Out-Law / Your Daily Need-To-Know

Finance company identifies 294 recipients of non-payment legal threat

Out-Law News | 18 Aug 2009 | 4:49 pm | 1 min. read

A finance company has disclosed the email addresses of 294 customers that it says are behind in their repayments to the firm. The company emailed the customers but did not hide the addresses of everyone it contacted.

The email makes it clear that the 294 customers are being contacted because they are behind in their repayments. Some of the affected customers have expressed fears that this opens them up to contact from companies which target people in financial difficulty.

Clode Retail Finance is described on its website as "the largest provider of interest-free finance for fashion purchases and dental treatment in the UK today." It wrote to 294 customers on Monday to tell them that they were behind in payments and that legal action was pending.

"Your account is more than 30 days in arrears, and it is our intention to take further action against you in respect of the aforementioned account," said the email. "To avoid this we need your response by close of business Friday, 28th August 2009."

Clode chief executive Nick Davies told OUT-LAW.COM that the revealing of the addresses was a mistake.

"The breach of our standard procedures occurred as a result of human error on our part," he said in an emailed statement. "All customers affected by this issue were contacted earlier today to highlight the problem and an apology was issued."

The email contains the words "this message contains confidential information and is intended only for…" followed by all 294 addresses. It reveals to each recipient that the others are in Clode's records as being behind in repayments.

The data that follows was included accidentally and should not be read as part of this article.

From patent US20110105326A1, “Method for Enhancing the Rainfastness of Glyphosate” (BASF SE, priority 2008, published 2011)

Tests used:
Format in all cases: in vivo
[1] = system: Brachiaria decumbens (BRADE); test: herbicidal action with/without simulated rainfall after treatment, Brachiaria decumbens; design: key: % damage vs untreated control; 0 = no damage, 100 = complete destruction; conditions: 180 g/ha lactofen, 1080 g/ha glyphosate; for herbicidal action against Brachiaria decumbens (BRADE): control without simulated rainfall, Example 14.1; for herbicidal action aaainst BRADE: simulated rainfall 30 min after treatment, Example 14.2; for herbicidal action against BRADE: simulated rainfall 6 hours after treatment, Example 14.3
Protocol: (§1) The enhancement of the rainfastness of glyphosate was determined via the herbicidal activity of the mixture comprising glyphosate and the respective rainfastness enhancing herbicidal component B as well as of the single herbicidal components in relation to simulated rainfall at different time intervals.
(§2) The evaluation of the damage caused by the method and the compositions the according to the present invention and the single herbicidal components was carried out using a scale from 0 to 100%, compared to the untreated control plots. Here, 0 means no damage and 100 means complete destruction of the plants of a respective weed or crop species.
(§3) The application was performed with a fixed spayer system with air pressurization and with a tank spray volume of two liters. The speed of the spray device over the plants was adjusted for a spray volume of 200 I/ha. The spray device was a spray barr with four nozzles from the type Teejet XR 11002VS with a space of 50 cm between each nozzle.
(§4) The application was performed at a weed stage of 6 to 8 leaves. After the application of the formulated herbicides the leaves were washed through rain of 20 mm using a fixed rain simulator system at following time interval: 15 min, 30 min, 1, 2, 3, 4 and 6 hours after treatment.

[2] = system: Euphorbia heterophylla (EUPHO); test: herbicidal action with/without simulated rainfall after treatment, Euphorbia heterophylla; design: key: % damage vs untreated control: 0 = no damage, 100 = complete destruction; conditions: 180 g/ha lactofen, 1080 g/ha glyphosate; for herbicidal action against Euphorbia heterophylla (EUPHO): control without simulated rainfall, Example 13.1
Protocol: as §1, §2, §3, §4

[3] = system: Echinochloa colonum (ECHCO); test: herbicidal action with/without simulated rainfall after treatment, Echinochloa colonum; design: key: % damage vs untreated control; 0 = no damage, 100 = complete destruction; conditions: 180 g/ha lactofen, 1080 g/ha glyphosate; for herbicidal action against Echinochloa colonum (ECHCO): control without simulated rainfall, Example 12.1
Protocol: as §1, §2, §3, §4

Technology lawyer Struan Robertson of Pinsent Masons, the law firm behind OUT-LAW.COM, said that the individuals whose details were exposed would only be able to claim damages from the company if they could show direct financial loss as a result of it.

OUT-LAW.COM understands that at least one of the customers involved intends to report the breach to privacy regulator the Information Commissioner's Office (ICO), which oversees the Data Protection Act.

That Act governs what companies can do with any information that qualifies as 'personal data'. It says that organisations must take "appropriate technical and organisational measures" to ensure that data is properly treated.

Davies said that the company had already made changes to the way it operates.

"The issue arose as a result of human error and we have already taken steps to ensure that this cannot be repeated in future by changing various internal processes," he said. "In the case of any complaints to the Information Commissioner we will explain this further and address directly any specific issues raised."